The odds of a recession have grown to the highest level in seven years, according to a monthly poll by The Wall Street Journal.
Economists surveyed by the Journal are seeing on average a 25 percent chance of a recession within the next 12 months, the highest level since October 2011 and up from just 13 percent last year.
The heightened probability came from a slew of worries including the ongoing trade dispute with China, rising interest rates and the massive equity sell-off in December that led to stocks’ worst year since the financial crisis, the survey revealed.
The outlook for 2020 is even dimmer with 56.6 percent of the economists foreseeing a downturn to start in the presidential election year. The Journal surveyed 73 economists from Jan. 4 to Jan. 8.
About 84 percent of the forecasters see a worsening U.S. economy, which is about the same level in December but higher that only 53 percent in October. The survey showed the economists are concerned about a shocking factor like an intensified trade war that would “trip up stock markets, prompt businesses and consumers to shy from spending and cause financial conditions to tighten, driving the economy down.”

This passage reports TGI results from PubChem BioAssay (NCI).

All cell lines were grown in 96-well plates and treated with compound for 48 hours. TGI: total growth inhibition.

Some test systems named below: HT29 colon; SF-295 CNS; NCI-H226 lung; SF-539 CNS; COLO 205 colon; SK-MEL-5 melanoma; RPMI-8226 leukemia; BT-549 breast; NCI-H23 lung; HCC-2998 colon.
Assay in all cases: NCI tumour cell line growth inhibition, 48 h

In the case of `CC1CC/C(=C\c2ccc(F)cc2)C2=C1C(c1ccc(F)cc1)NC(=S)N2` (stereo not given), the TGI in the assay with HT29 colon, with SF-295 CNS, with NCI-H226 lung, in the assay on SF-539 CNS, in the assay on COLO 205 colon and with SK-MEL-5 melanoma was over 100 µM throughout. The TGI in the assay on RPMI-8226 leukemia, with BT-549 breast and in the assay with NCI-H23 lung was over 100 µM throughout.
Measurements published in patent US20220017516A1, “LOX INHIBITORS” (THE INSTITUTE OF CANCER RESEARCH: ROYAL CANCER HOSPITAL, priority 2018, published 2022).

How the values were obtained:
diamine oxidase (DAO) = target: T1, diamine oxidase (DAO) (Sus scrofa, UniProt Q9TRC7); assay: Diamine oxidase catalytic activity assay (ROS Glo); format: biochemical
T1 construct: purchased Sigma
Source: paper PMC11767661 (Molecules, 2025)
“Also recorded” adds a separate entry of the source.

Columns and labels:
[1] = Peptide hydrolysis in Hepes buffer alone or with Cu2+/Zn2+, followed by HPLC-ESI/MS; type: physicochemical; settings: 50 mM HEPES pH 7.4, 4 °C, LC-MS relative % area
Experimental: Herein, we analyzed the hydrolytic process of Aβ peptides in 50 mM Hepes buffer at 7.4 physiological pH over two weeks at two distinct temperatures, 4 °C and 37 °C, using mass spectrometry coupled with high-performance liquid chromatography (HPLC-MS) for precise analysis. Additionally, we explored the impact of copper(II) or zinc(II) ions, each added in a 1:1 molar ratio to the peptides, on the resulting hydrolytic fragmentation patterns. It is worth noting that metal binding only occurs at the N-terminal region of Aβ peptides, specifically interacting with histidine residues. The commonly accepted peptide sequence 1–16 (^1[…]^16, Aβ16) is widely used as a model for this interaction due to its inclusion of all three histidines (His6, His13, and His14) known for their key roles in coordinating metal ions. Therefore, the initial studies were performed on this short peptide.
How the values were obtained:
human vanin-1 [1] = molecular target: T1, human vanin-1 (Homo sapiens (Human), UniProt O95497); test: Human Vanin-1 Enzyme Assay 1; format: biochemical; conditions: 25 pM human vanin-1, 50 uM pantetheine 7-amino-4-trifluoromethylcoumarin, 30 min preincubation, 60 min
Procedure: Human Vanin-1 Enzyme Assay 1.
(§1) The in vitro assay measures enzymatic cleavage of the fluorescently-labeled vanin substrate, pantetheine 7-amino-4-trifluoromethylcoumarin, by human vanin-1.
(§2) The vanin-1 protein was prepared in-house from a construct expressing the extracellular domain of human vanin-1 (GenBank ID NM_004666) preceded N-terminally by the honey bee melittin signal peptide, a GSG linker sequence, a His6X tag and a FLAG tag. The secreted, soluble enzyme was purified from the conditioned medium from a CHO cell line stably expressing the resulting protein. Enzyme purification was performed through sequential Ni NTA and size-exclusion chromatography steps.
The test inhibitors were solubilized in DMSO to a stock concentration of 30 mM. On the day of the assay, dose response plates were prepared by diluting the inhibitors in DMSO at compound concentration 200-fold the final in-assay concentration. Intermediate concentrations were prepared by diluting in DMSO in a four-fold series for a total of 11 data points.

The recent economic data has been mixed. While December’sstronger-than-expected jobs report shows the labor market remains solid, the U.S. manufacturing PMI (Purchasing Managers Index) hit a 15-month low in the same month. Manufacturers’ confidence in business also slipped to the lowest level in nearly two years.
CNBC’s latest Fed Survey showed a similar trend with the chance of recession rising to 23 percent, the highest level of the Trump presidency. The 43 respondents, including economists, fund managers and strategists, lowered their outlook for economic growth and Fed rate hikes — with some even flirting with the idea of a rate cut in 2019.
The stock market has rebounded in the new year on the optimism towards a trade deal between Beijing and Washington. The S&P 500 is up more than 3 percent year to date, recovering from its worst December since the Great Depression.
—Click here for the original Wall Street Journal report.
Originally published at CNBC